Public programs such as Lectures, seminars, films, and exhibits led by the world’s leading scholars, practitioners and Jewish communal leaders, sharing cutting-edge research in American Jewish Studies with the Tulane community and wider public audiences.
Sunday, May 15th at 7:15pm
Dixon Hall, Tulane University
In affiliation with the American Jewish Historical Society Biennial Scholars' Conference, the Grant Center for the American Jewish Experience at Tulane University invites you to a special program featuring John Boutté and Wendell Brunious (of the Preservation Hall Jazz Band). The event will be hosted by Tulane faculty member and musician Glenn Hartman (of the Klezmer All-Stars). The event is free and open to the public!
Wednesday, April 20th at 12:30pm CST via Zoom
Please join The Grant Center for the American Jewish Experience for Make Me a King, a short film about Ari, a Jewish Drag King ostracised by their family, who clings to their hero - Pepi Littman, the first Jewish proto-Drag King, who performed in the early 20th century. In a moment when Ari is looking for acceptance and family, will they finally be able to embrace themselves and their true voice? Dr. Golan Moskowitz (Tulane) will moderate. After the screening, Producer Martina Russo, writer Natalie Toyne, Yiddish culture consultant Dr. Philip Alexander, and actor Ashleigh Loeb will be there for Q&A and discussion.
The Audrey G. Ratner Speaker Series supports lectures, roundtables, and films and could bring internationally renowned speakers to Tulane University. The series is generously provided for by the TAWANI Foundation, the sponsor of the Audrey G. Ratner Excellence Endowed Fund for American Jewry and Jewish Culture and the Audrey G. Ratner Speaker Series. Our next lecture is the Rottman Lecture, featuring Dr. Paul Wolpe on April 12.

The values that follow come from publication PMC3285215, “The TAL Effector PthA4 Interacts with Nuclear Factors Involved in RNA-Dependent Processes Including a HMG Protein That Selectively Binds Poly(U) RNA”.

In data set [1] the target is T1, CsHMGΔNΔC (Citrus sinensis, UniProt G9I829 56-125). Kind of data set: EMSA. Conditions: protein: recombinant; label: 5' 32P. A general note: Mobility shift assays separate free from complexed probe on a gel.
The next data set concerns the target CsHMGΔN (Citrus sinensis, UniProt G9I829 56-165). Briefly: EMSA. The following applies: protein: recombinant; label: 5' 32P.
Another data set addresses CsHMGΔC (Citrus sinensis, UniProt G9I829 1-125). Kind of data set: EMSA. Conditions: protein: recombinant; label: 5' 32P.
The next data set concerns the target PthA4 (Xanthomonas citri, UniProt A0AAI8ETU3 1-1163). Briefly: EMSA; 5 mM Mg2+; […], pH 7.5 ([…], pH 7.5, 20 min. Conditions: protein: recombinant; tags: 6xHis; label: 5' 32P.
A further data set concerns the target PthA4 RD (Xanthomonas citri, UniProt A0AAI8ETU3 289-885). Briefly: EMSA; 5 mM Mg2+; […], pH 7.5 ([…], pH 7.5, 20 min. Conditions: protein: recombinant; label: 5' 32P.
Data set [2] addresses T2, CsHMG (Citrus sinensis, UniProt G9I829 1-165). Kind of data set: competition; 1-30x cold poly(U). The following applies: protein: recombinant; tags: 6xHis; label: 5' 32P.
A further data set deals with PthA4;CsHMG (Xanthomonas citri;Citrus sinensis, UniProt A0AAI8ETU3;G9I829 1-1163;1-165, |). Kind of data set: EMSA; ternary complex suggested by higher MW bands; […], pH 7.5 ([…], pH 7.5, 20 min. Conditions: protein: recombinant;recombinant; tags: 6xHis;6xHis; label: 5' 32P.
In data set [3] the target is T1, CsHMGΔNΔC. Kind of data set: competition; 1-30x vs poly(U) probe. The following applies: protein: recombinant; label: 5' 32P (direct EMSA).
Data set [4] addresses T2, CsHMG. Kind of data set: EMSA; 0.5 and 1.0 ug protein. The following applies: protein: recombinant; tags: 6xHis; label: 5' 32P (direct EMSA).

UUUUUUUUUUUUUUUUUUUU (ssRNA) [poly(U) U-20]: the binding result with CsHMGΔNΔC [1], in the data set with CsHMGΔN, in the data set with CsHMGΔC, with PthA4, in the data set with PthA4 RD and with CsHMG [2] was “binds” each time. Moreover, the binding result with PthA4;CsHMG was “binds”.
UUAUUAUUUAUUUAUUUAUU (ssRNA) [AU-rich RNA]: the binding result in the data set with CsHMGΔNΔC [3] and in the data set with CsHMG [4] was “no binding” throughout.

Kendall Cram Lecture Hall, Lavin-Bernick Center for Cultural Life, Tulane University March 9th, 6 pm
In this talk, Michael W. Twitty discussed his experience surrounding food as a Black, Queer, Jewish, Southerner. Mr. Twitty explained that to him, his identities have always been intrinsically tied together, and food is a constant common theme. Food’s power is in its ability to preserve our words and memories, L’dor va dor, from generation to generation, our food is passed down carrying our histories. He expressed his interest in creating fusion, in food and in life, and explained how many Southern dishes were born out of historically African-American traditions. To him, the Jewish and African-American communities are connected in many ways, and our tradition surrounding food and eating is one of the most remarkable. He finds it exceptionally special that members of each group think of one another as “family”, and food is the love language that connects everyone. Mr. Twitty also discussed his upcoming book, Kosher Soul, which will explore these connections through interviews.
Paul Root Wolpe, Ph.D. is the Raymond Schinazi Distinguished Research Chair of Jewish Bioethics, Professor of Medicine, Pediatrics, Psychiatry, and Sociology, and the Director of the Center for Ethics at Emory University. Wolpe's topic focuses on The Genetic Age and the accompanying confusion about the nature of our bodies, our biology, and our sense of selfhood. He argues that the Jews have a unique contribution to make to this debate, for we have long been exploring the issues of identity and self that genes make so problematic.
Diboll Gallery, Newcomb-Commons, Tulane University, 6pm
Proof of Vaccination or Negative COVID test required
Free and Open to the Public RSVP with EventBrite
A fund for Lectures, Roundtables, and Films will bring internationally renowned speakers to the Grant Center. Our participants—artists, scholars, public intellectuals, communal leaders—will contribute to a robust conversation about Jewish culture, history, and ideas, to which the entire Tulane community is invited.
For questions or more information, contact Ilana McQuinn